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Home / West-bengal / Bhowanipore: HC slams chief secy for behaving as 'servant of party in power'

EC announces pending bypolls

Bhowanipore: HC slams chief secy for behaving as 'servant of party in power'

September 30 vote on, EC announces dates for pending bypolls
A division bench comprising acting Chief Justice Rajesh Bindal and Justice Rajarshi Bharadwaj did not interfere in the poll process but admonished the chief secretary for behaving as a “servant of the political party in power.”

Arnab Ganguly   |   Calcutta   |   Published 28.09.21, 03:04 PM

The Calcutta High Court on Tuesday came down heavily on the Bengal chief secretary, while dismissing a petition challenging the September 30 Bhowanipore Assembly bypoll, where chief minister Mamata Banerjee is seeking a re-election.

A division bench comprising acting Chief Justice Rajesh Bindal and Justice Rajarshi Bharadwaj did not interfere in the poll process but admonished the chief secretary for behaving as a “servant of the political party in power.”

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“The most offensive part is the conduct of the chief secretary, who projected himself to be more as a servant of the political party in power than a public servant, whereby he stated that there would be constitutional crisis in case election to Bhowanipore constituency is not held from where respondent No. 5 (Mamata Banerjee) want to contest election,” the bench observed.

“What constitutional crisis the government could face with one person losing or winning election, was not explained. How the Chief Secretary knew that the respondent No. 5 was to contest from Bhowanipore Assembly constituency? He was not a party spokesperson or a returning officer.”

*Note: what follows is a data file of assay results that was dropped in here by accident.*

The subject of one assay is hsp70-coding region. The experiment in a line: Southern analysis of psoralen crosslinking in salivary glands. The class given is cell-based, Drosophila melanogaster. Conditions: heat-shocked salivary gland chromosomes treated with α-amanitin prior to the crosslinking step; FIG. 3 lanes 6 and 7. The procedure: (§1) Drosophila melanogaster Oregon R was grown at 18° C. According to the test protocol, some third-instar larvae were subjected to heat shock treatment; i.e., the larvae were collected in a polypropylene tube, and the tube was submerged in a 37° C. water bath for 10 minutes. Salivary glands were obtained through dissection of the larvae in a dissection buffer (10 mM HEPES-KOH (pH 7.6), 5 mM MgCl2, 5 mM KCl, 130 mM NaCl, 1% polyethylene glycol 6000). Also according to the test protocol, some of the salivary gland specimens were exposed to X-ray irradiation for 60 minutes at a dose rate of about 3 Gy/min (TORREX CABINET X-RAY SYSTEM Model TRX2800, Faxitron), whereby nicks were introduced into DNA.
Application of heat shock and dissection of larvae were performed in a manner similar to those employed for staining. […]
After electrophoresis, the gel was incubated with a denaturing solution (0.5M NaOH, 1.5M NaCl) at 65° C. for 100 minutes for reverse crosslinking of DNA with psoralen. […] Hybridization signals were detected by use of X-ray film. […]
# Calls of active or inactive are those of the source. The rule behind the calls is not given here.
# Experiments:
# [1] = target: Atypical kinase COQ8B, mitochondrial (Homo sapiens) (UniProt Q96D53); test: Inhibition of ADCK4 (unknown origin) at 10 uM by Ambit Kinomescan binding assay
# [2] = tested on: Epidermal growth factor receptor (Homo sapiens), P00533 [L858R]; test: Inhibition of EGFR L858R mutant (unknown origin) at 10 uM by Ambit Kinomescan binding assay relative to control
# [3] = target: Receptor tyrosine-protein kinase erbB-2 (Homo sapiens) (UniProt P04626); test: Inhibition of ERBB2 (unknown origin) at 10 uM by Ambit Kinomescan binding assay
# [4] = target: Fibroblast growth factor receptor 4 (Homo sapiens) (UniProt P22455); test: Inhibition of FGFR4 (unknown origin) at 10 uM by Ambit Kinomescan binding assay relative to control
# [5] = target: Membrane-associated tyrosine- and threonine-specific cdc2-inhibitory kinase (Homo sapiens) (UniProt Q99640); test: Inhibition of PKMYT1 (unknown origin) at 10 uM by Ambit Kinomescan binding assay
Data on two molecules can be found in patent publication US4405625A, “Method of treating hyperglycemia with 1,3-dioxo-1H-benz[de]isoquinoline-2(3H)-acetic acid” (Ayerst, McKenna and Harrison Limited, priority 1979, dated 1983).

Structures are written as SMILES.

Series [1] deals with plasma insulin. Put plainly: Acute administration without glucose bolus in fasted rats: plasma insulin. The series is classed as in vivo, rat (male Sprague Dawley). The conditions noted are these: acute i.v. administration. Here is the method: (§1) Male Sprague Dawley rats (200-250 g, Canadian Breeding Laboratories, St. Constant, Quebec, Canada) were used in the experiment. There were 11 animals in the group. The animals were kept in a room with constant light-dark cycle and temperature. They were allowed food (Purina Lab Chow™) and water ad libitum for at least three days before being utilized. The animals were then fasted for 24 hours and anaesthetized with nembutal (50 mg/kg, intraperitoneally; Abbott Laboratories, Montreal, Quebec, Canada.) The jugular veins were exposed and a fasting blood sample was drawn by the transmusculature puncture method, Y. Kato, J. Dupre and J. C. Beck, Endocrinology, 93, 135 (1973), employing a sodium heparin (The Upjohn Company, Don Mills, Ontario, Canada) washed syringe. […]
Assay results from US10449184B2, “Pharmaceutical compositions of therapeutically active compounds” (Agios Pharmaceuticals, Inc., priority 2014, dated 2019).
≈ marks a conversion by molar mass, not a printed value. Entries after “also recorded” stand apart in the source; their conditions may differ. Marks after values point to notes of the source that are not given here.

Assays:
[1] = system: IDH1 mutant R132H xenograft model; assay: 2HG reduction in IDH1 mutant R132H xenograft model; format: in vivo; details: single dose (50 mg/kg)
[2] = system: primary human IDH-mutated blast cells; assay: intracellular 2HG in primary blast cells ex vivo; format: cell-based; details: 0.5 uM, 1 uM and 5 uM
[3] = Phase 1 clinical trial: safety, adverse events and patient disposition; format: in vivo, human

On September 6, the Election Commission of India had issued a notification allowing only the Bhowanipore bypolls to be held while allowing 30 other Assembly seats across the country to remain vacant, following a special plea made by the Bengal chief secretary H.K. Dwivedi, claiming that the state would plunge into a constitutional crisis if the bypolls were not held from the seat which Mamata Banerjee had selected for herself.

The court reminded the chief secretary that his role was not to ensure any particular person to come to power.

“We record our strong reservation about the conduct of the chief secretary in writing a letter to the Election Commission stating that there would be ‘constitutional crisis' in case by-election to the Bhowanipore Constituency is not held. He is a public servant, who is to discharge his duties in terms of provisions of law, whosoever may be in power. He is not to ensure that any particular person should come in power and in the absence there would be constitutional crisis,” the bench observed.  

The court also observed that the information provided by the chief secretary was contrary to the situation on the ground regarding Covid-19 as the restrictions would be  in place till September 30, the day of polling. The court also said that the EC was misled regarding the flood situation in the state, as it was known to all that the state had received excessive rainfall.     

The court, however, declined to interfere in the September 30 poll process at the current stage.

On the larger issue of an MLA’s resignation from a seat leading to a vacancy (in the case of Bhowanipore Trinamul MLA Sobhandeb Chattopadhyay’s resignation which led to the bypoll), the court will resume hearing on November 19 whether the public should bear cost of by-elections.

While the high court was going hammer and tongs against the state chief secretary, the Election Commission hurriedly announced by-polls to the remaining 30 vacant Assembly constituencies, including four from Bengal _ Khardah, Shantipur, Gosaba and Dinhata_ and three Lok Sabha seats, would  be held on October 30.



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